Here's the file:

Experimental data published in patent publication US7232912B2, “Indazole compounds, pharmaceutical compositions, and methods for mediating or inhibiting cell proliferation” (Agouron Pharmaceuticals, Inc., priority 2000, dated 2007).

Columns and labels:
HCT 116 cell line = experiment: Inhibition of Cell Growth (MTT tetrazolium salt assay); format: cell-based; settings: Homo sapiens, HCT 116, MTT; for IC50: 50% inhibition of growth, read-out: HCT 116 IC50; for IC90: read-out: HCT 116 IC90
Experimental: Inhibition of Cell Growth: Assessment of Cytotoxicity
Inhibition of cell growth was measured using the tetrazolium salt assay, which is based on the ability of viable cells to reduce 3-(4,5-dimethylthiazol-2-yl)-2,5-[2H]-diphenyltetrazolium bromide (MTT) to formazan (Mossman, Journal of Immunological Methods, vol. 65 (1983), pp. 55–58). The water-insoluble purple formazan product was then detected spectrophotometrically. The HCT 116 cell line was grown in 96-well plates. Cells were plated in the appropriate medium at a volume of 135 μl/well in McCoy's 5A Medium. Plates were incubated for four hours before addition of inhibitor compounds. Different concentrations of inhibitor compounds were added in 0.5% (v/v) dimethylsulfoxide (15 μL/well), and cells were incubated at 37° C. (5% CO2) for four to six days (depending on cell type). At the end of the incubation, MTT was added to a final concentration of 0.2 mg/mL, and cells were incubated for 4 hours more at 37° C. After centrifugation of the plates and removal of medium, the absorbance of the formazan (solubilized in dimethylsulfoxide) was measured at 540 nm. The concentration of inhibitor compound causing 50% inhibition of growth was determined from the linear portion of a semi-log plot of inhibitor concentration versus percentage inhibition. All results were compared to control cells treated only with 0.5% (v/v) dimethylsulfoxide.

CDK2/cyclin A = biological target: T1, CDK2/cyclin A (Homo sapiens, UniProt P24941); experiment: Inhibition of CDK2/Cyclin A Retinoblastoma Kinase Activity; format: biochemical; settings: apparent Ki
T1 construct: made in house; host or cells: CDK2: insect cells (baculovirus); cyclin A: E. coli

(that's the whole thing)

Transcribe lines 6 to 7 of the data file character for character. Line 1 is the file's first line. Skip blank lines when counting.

CDK2/cyclin A = biological target: T1, CDK2/cyclin A (Homo sapiens, UniProt P24941); experiment: Inhibition of CDK2/Cyclin A Retinoblastoma Kinase Activity; format: biochemical; settings: apparent Ki
T1 construct: made in house; host or cells: CDK2: insect cells (baculovirus); cyclin A: E. coli